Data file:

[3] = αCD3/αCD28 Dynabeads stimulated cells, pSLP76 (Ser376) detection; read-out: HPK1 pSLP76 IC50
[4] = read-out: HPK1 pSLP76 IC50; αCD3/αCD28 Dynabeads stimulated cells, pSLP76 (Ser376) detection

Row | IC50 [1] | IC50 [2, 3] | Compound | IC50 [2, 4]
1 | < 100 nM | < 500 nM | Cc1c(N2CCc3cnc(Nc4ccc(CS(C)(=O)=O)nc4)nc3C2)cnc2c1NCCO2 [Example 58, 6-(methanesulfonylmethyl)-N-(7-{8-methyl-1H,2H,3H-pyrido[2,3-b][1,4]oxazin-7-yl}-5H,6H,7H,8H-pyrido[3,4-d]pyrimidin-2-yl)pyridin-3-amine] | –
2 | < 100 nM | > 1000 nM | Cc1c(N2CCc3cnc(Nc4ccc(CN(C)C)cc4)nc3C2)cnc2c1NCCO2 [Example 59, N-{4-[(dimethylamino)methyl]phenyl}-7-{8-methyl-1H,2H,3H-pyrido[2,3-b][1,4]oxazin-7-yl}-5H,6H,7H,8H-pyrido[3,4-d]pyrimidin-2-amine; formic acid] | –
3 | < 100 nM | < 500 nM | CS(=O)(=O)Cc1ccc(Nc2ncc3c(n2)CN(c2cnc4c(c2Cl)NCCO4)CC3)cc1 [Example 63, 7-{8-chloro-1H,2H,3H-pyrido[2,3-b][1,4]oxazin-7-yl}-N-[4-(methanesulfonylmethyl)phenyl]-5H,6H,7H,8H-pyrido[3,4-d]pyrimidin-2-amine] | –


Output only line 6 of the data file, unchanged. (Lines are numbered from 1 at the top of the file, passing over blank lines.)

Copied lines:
3 | < 100 nM | < 500 nM | CS(=O)(=O)Cc1ccc(Nc2ncc3c(n2)CN(c2cnc4c(c2Cl)NCCO4)CC3)cc1 [Example 63, 7-{8-chloro-1H,2H,3H-pyrido[2,3-b][1,4]oxazin-7-yl}-N-[4-(methanesulfonylmethyl)phenyl]-5H,6H,7H,8H-pyrido[3,4-d]pyrimidin-2-amine] | –